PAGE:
Finder makes money from featured partners, but editorial opinions are our own.

July’s RBA cash rate hold is a breather, but it’s not the end of rate rises


Even as inflation slows down experts expect the RBA will inflict more pain on borrowers this year.

The Reserve Bank of Australia has decided to hold the official cash rate at 4.10% for July. Borrowers can enjoy a break from rising home loan rates, even if it's probably temporary.

Experts were split down the middle on this decision, with 51% predicting a rise and 49% predicting a hold.

Today's decision comes off the back of recent data that shows inflation slowing down. The RBA's attempt to decrease inflation is the main reason driving interest rate increases.

"Inflation in Australia has passed its peak," said RBA Governor Philip Lowe. "But inflation is still too high and will remain so for some time yet."

Today's decision gives some breathing room to Australian borrowers. The RBA has increased the cash rate 12 times since May 2022. This is only the second meeting since that the bank hasn't increased the cash rate.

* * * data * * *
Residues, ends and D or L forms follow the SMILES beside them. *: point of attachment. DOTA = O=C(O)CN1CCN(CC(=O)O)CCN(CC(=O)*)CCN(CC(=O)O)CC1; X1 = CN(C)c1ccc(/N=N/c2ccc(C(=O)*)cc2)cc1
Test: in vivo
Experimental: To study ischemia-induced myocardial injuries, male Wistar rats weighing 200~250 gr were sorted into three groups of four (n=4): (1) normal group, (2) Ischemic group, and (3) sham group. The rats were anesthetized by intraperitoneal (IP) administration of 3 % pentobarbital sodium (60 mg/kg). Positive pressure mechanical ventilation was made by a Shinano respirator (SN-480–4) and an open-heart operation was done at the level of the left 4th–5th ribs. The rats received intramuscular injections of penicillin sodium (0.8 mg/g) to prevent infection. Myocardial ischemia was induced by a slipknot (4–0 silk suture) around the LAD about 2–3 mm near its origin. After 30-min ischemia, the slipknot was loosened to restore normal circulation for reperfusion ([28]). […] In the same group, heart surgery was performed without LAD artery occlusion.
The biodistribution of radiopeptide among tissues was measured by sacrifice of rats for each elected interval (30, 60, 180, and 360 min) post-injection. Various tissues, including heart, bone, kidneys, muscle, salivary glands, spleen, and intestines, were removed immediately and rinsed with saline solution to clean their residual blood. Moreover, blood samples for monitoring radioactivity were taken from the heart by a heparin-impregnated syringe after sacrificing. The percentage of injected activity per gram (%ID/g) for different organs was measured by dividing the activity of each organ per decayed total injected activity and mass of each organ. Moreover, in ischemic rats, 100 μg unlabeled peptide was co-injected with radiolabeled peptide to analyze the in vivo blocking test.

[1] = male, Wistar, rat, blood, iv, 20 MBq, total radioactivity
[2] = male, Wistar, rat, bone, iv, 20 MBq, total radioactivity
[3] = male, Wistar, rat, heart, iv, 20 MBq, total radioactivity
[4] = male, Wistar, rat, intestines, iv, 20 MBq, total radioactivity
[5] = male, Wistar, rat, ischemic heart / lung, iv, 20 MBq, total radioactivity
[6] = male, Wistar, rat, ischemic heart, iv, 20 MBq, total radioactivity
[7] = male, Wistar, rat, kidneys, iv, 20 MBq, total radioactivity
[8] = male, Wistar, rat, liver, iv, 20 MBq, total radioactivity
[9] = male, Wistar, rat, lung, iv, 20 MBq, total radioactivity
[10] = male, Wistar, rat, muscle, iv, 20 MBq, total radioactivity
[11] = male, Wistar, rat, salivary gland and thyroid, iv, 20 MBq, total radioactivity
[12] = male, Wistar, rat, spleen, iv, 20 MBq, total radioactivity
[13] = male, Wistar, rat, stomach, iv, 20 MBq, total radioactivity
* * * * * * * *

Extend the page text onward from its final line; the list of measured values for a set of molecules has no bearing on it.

By keeping the cash rate in place, lenders are unlikely to increase variable interest rates this month.

It's welcome news given how many Australians are struggling with rising living costs. But it's likely to be short-lived.

Inflation is still very high, and the RBA will likely raise rates again to drive inflation further down to acceptable levels.

But there are limits to what Australian borrowers can take. A record 41% of Australian borrowers said they struggled to pay their mortgage last month, according to Finder's Consumer Sentiment Tracker.

If rates continue to rise along with energy prices and other costs, many borrowers will end up in mortgage stress. If they aren't already. This could trigger mortgage defaults and forced property sales.

Try Finder's mortgage stress calculator to see how affordable your home loan currently is.

Need a better home loan? Check out some of the market's lowest rates.

Ask a Question

You are about to post a question on

  • Do not enter personal information (eg. surname, phone number, bank details) as your question will be made public
  • is a financial comparison and information service, not a bank or product provider
  • We cannot provide you with personal advice or recommendations
  • Your answer might already be waiting – check previous questions below to see if yours has already been asked

Finder only provides general advice and factual information, so consider your own circumstances, or seek advice before you decide to act on our content. By submitting a question, you're accepting our Terms Of Service and Finder Group Privacy & Cookies Policy.

This site is protected by reCAPTCHA and the Google Privacy Policy and Terms of Service apply.
Go to site